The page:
In 2017, the US was the world's largest economy, with a size of $19.39 trillion, followed by China ($12.23 trillion) in second place. Japan ($4.87 trillion) and Germany ($3.67 trillion) are third and fourth, respectively. Jaitley said the likelihood of India becoming the fifth-largest economy next year is in consonance with the rest of the narrative.
“Being the fastest growing economy for the last four years, we can look at the next decade as one of economic expansion. We have already seen a significant move up in India’s ranking in the ease of doing business and as a preferred investment destination,” he said. Obviously, he said, India has started witnessing many of the advantages of a fast growing economy.
“More consumption, more production, more industries, an expanding service sector, greater urbanisation, many more jobs, more economic activity, and certainly more revenue,” he said. India, he said, stands to be tested in the midst of a global challenge thrown up on account of international crude oil prices and an impending trade war.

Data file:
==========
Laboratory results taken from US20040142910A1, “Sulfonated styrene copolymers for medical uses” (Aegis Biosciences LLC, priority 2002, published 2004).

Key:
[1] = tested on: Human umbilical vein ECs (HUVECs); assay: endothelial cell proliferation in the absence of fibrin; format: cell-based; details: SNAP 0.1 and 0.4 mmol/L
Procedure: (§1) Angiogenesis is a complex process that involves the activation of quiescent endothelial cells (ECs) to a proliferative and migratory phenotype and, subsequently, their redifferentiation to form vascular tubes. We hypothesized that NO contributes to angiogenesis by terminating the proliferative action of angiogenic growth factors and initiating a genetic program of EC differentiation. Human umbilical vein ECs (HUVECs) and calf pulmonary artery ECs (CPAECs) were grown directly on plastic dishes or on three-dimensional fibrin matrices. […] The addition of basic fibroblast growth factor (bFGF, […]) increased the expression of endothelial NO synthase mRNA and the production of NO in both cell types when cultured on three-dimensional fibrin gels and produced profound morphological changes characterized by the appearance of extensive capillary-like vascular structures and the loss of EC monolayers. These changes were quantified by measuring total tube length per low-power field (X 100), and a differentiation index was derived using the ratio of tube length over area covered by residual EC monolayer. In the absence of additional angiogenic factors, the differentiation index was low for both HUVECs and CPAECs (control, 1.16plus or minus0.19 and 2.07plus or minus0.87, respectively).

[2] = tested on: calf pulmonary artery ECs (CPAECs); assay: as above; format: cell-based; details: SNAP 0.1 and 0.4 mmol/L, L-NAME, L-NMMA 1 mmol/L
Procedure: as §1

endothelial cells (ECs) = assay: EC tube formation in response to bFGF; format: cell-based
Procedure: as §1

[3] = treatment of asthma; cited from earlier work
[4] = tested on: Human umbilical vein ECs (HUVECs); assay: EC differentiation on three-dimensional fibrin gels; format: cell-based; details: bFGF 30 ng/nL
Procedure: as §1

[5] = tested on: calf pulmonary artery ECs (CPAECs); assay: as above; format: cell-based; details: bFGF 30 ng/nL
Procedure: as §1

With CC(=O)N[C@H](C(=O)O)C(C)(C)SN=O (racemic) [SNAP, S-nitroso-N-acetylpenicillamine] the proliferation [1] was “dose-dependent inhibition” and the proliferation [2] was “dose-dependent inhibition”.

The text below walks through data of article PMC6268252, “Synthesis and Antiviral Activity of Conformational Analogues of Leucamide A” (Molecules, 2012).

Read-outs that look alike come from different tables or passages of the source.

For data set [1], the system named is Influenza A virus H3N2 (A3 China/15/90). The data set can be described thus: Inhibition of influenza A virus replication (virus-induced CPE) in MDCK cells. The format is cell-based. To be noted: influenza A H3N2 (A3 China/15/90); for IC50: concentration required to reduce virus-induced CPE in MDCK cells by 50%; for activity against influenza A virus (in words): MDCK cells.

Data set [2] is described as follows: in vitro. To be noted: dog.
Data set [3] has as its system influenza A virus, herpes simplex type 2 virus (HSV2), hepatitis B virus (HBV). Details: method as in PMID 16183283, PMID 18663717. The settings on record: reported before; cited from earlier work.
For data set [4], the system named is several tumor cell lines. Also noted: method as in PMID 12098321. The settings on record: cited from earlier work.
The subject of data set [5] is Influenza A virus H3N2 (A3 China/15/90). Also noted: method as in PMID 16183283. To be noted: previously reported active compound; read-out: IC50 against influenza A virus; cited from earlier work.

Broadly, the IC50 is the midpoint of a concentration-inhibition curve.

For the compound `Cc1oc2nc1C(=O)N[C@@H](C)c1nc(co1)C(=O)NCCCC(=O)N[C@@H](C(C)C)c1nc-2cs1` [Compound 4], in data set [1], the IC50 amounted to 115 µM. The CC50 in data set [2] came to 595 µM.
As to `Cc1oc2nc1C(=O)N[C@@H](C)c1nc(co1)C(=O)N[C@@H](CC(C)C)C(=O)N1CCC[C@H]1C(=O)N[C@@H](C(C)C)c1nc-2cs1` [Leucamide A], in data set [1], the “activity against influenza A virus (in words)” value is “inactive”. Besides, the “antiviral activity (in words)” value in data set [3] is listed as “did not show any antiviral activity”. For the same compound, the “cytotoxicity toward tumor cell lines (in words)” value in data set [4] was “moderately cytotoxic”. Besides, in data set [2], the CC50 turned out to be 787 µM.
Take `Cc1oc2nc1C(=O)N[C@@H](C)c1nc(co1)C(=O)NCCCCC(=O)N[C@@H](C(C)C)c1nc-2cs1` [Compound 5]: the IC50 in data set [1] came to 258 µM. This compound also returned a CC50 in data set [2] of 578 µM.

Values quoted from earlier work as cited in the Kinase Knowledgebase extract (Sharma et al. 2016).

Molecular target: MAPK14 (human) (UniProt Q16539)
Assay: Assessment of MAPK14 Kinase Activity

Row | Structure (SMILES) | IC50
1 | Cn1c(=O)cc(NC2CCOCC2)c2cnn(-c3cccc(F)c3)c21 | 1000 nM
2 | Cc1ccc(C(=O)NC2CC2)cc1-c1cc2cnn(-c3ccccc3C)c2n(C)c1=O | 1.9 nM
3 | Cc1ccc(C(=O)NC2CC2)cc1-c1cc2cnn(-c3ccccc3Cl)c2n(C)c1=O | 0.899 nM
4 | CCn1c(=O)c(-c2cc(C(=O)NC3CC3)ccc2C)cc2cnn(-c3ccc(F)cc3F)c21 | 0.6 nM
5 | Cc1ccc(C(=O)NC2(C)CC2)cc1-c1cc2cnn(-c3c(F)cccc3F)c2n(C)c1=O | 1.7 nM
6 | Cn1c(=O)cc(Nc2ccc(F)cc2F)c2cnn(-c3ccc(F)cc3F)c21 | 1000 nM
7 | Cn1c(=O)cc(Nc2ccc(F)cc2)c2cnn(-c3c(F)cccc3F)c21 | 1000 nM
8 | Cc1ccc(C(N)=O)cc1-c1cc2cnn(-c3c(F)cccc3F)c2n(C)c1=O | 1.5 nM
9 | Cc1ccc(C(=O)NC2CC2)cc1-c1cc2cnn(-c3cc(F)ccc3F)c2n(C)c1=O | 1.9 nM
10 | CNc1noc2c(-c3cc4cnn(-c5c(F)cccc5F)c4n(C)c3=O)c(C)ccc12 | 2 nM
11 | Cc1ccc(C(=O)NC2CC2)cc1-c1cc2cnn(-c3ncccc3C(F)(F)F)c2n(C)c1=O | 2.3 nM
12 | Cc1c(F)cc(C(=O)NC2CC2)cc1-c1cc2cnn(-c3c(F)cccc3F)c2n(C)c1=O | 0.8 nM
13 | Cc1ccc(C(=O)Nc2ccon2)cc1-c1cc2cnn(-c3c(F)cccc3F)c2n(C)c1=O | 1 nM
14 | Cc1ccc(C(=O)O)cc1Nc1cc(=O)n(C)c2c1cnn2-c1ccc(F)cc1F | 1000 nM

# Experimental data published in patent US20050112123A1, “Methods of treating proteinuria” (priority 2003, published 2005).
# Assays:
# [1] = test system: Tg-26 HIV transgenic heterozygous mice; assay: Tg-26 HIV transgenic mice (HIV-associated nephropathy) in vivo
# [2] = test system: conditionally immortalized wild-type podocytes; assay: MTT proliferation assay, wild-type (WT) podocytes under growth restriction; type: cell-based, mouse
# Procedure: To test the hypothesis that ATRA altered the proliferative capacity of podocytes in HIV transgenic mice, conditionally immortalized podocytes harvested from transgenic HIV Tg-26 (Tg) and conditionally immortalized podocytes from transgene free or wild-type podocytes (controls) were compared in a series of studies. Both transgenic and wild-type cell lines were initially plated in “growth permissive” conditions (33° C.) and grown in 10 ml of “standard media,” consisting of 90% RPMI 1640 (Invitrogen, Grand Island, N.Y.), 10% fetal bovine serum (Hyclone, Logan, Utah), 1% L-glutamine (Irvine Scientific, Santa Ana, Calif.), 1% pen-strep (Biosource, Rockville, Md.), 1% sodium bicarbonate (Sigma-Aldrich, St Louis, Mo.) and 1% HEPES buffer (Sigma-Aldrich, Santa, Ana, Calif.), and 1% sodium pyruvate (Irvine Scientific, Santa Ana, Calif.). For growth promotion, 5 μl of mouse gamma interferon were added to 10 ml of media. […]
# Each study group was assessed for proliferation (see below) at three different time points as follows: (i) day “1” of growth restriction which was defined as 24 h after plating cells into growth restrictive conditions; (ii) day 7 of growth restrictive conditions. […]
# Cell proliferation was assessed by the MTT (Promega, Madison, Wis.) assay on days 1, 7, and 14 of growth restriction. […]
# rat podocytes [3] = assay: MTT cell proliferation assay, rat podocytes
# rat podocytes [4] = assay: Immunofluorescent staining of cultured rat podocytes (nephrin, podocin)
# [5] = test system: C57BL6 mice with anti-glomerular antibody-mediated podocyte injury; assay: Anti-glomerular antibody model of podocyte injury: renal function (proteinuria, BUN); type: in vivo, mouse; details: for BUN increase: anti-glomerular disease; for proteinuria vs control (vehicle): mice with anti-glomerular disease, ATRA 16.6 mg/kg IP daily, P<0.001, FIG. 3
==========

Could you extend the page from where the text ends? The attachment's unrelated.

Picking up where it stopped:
However, he sounded a word of caution that there would be a very significant difference in the per capital of India and France, due to disparity in the size of the two countries.
Differentiating between the economic management of the central government and the previous Congress governments, he said that ever since Prime Minister Narendra Modi took over, the government’s own yardstick for performance had become stiffer.
He said the challenges were—how quickly are we able to deplete the poverty levels of a section of our people; how are we able to translate the advantages of faster growth to rural India, which has always been less advantaged; how are we able to bring a significant section of people into the neo-middle class so that their aspirations can also be met with.
He said the Congress provided India’s poor with a slogan. Prime Minister Modi has given them resources. This will ensure faster growth and lead to a faster depletion in the poverty.